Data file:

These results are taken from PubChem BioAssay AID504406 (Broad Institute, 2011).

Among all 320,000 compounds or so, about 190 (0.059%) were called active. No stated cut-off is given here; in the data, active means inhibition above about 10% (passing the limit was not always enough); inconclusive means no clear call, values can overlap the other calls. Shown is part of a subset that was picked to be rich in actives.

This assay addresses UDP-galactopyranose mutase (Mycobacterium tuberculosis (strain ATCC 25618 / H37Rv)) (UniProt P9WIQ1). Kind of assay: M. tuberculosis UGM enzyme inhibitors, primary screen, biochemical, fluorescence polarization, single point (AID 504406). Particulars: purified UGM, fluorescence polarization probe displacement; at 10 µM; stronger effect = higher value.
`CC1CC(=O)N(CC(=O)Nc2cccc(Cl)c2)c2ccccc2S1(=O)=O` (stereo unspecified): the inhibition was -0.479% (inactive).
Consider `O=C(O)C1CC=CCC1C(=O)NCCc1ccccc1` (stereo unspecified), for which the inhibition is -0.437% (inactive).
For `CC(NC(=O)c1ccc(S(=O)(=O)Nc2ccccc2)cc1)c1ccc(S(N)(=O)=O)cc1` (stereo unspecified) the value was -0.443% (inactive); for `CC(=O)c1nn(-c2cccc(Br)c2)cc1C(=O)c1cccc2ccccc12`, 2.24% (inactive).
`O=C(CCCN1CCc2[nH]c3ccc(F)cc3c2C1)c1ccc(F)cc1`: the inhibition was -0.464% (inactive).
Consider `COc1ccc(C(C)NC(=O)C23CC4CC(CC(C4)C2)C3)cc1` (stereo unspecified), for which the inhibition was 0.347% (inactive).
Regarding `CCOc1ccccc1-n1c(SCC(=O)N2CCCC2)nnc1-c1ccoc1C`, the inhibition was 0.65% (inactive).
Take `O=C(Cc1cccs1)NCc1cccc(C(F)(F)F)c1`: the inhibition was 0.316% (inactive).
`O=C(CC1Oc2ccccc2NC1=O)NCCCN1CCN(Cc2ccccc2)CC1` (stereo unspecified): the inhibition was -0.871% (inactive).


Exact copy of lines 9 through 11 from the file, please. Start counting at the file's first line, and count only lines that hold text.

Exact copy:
Regarding `CCOc1ccccc1-n1c(SCC(=O)N2CCCC2)nnc1-c1ccoc1C`, the inhibition was 0.65% (inactive).
Take `O=C(Cc1cccs1)NCc1cccc(C(F)(F)F)c1`: the inhibition was 0.316% (inactive).
`O=C(CC1Oc2ccccc2NC1=O)NCCCN1CCN(Cc2ccccc2)CC1` (stereo unspecified): the inhibition was -0.871% (inactive).